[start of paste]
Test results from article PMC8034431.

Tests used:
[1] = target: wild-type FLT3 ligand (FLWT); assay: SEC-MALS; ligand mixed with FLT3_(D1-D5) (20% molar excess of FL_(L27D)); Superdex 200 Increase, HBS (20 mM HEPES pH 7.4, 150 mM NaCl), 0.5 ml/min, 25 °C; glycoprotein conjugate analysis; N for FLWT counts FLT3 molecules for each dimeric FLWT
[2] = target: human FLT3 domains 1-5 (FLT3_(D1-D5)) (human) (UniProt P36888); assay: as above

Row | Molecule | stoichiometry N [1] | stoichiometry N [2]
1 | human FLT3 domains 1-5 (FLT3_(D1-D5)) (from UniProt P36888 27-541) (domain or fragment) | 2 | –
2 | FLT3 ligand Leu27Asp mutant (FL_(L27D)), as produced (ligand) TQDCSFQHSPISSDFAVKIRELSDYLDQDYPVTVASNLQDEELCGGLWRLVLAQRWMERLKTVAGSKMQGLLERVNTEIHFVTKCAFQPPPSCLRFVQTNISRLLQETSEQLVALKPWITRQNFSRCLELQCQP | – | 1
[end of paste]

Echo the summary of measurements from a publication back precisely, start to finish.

Test results from article PMC8034431.

Tests used:
[1] = target: wild-type FLT3 ligand (FLWT); assay: SEC-MALS; ligand mixed with FLT3_(D1-D5) (20% molar excess of FL_(L27D)); Superdex 200 Increase, HBS (20 mM HEPES pH 7.4, 150 mM NaCl), 0.5 ml/min, 25 °C; glycoprotein conjugate analysis; N for FLWT counts FLT3 molecules for each dimeric FLWT
[2] = target: human FLT3 domains 1-5 (FLT3_(D1-D5)) (human) (UniProt P36888); assay: as above

Row | Molecule | stoichiometry N [1] | stoichiometry N [2]
1 | human FLT3 domains 1-5 (FLT3_(D1-D5)) (from UniProt P36888 27-541) (domain or fragment) | 2 | –
2 | FLT3 ligand Leu27Asp mutant (FL_(L27D)), as produced (ligand) TQDCSFQHSPISSDFAVKIRELSDYLDQDYPVTVASNLQDEELCGGLWRLVLAQRWMERLKTVAGSKMQGLLERVNTEIHFVTKCAFQPPPSCLRFVQTNISRLLQETSEQLVALKPWITRQNFSRCLELQCQP | – | 1